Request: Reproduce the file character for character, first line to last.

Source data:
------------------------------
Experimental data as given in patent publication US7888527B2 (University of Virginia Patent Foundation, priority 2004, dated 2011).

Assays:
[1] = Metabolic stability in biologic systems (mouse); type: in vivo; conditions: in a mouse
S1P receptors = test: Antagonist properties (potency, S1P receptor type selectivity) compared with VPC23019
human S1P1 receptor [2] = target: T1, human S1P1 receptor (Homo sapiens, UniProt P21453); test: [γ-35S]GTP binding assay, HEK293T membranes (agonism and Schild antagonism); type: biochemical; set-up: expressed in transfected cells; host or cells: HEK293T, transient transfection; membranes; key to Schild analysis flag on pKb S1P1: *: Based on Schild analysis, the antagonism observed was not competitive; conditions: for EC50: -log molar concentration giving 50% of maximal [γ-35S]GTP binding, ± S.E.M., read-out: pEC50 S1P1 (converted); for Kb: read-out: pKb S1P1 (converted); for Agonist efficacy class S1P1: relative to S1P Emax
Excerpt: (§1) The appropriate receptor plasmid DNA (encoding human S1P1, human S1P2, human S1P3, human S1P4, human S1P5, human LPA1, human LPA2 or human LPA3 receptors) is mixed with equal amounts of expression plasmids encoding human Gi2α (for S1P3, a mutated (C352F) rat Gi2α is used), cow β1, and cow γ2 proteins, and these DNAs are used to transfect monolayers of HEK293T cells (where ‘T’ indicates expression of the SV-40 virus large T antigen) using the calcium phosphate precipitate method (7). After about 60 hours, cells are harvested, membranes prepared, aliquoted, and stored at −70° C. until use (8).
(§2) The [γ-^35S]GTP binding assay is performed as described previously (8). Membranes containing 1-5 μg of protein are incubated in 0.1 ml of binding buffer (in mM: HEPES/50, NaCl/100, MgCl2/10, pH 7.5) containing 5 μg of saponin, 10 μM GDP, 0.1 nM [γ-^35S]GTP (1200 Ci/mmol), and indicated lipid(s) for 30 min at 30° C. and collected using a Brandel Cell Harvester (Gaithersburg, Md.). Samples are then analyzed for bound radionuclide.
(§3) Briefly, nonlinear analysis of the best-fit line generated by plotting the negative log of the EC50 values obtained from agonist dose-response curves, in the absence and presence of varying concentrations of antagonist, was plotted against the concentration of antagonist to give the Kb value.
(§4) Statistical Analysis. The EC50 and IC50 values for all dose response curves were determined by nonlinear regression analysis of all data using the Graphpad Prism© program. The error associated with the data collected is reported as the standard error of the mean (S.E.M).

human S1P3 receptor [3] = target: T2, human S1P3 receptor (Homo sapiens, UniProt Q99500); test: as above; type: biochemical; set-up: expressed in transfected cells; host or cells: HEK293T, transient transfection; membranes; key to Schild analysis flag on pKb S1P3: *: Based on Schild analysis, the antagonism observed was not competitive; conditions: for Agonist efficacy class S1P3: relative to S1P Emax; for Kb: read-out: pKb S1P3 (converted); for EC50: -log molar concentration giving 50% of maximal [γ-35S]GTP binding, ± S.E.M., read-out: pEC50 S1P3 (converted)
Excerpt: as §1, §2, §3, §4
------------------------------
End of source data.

Experimental data as given in patent publication US7888527B2 (University of Virginia Patent Foundation, priority 2004, dated 2011).

Assays:
[1] = Metabolic stability in biologic systems (mouse); type: in vivo; conditions: in a mouse
S1P receptors = test: Antagonist properties (potency, S1P receptor type selectivity) compared with VPC23019
human S1P1 receptor [2] = target: T1, human S1P1 receptor (Homo sapiens, UniProt P21453); test: [γ-35S]GTP binding assay, HEK293T membranes (agonism and Schild antagonism); type: biochemical; set-up: expressed in transfected cells; host or cells: HEK293T, transient transfection; membranes; key to Schild analysis flag on pKb S1P1: *: Based on Schild analysis, the antagonism observed was not competitive; conditions: for EC50: -log molar concentration giving 50% of maximal [γ-35S]GTP binding, ± S.E.M., read-out: pEC50 S1P1 (converted); for Kb: read-out: pKb S1P1 (converted); for Agonist efficacy class S1P1: relative to S1P Emax
Excerpt: (§1) The appropriate receptor plasmid DNA (encoding human S1P1, human S1P2, human S1P3, human S1P4, human S1P5, human LPA1, human LPA2 or human LPA3 receptors) is mixed with equal amounts of expression plasmids encoding human Gi2α (for S1P3, a mutated (C352F) rat Gi2α is used), cow β1, and cow γ2 proteins, and these DNAs are used to transfect monolayers of HEK293T cells (where ‘T’ indicates expression of the SV-40 virus large T antigen) using the calcium phosphate precipitate method (7). After about 60 hours, cells are harvested, membranes prepared, aliquoted, and stored at −70° C. until use (8).
(§2) The [γ-^35S]GTP binding assay is performed as described previously (8). Membranes containing 1-5 μg of protein are incubated in 0.1 ml of binding buffer (in mM: HEPES/50, NaCl/100, MgCl2/10, pH 7.5) containing 5 μg of saponin, 10 μM GDP, 0.1 nM [γ-^35S]GTP (1200 Ci/mmol), and indicated lipid(s) for 30 min at 30° C. and collected using a Brandel Cell Harvester (Gaithersburg, Md.). Samples are then analyzed for bound radionuclide.
(§3) Briefly, nonlinear analysis of the best-fit line generated by plotting the negative log of the EC50 values obtained from agonist dose-response curves, in the absence and presence of varying concentrations of antagonist, was plotted against the concentration of antagonist to give the Kb value.
(§4) Statistical Analysis. The EC50 and IC50 values for all dose response curves were determined by nonlinear regression analysis of all data using the Graphpad Prism© program. The error associated with the data collected is reported as the standard error of the mean (S.E.M).

human S1P3 receptor [3] = target: T2, human S1P3 receptor (Homo sapiens, UniProt Q99500); test: as above; type: biochemical; set-up: expressed in transfected cells; host or cells: HEK293T, transient transfection; membranes; key to Schild analysis flag on pKb S1P3: *: Based on Schild analysis, the antagonism observed was not competitive; conditions: for Agonist efficacy class S1P3: relative to S1P Emax; for Kb: read-out: pKb S1P3 (converted); for EC50: -log molar concentration giving 50% of maximal [γ-35S]GTP binding, ± S.E.M., read-out: pEC50 S1P3 (converted)
Excerpt: as §1, §2, §3, §4